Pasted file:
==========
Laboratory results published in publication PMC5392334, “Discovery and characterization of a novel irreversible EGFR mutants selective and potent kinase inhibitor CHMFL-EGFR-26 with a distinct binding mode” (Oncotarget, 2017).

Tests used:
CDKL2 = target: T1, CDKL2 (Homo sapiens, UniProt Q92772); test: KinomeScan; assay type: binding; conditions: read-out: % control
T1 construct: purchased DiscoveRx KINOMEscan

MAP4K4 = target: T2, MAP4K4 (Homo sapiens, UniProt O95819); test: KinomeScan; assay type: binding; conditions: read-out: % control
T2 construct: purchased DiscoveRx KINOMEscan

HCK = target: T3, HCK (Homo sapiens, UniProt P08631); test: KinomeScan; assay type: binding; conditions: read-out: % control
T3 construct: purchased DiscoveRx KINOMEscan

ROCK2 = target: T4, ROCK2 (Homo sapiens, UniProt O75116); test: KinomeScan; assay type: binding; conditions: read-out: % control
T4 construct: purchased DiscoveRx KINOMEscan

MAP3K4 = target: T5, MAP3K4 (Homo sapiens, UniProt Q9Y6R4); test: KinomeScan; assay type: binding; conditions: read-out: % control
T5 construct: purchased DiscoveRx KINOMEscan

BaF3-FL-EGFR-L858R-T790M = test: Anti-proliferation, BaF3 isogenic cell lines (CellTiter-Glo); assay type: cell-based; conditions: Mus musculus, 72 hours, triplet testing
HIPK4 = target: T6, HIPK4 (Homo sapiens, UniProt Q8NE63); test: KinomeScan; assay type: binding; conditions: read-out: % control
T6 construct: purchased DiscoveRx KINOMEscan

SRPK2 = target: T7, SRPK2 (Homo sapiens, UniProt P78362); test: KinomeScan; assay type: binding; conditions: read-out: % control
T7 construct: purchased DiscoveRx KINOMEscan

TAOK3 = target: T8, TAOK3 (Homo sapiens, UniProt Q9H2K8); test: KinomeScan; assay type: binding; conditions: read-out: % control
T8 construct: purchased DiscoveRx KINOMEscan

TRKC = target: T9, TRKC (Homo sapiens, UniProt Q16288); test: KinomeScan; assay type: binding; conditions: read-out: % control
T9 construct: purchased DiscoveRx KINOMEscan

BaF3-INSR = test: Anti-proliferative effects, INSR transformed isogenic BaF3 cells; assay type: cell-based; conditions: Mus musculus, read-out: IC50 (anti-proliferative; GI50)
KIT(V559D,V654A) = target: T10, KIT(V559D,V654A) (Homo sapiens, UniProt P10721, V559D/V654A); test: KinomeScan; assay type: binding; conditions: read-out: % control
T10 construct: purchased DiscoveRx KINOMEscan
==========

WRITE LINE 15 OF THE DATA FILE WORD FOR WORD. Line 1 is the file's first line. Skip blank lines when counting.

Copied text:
T6 construct: purchased DiscoveRx KINOMEscan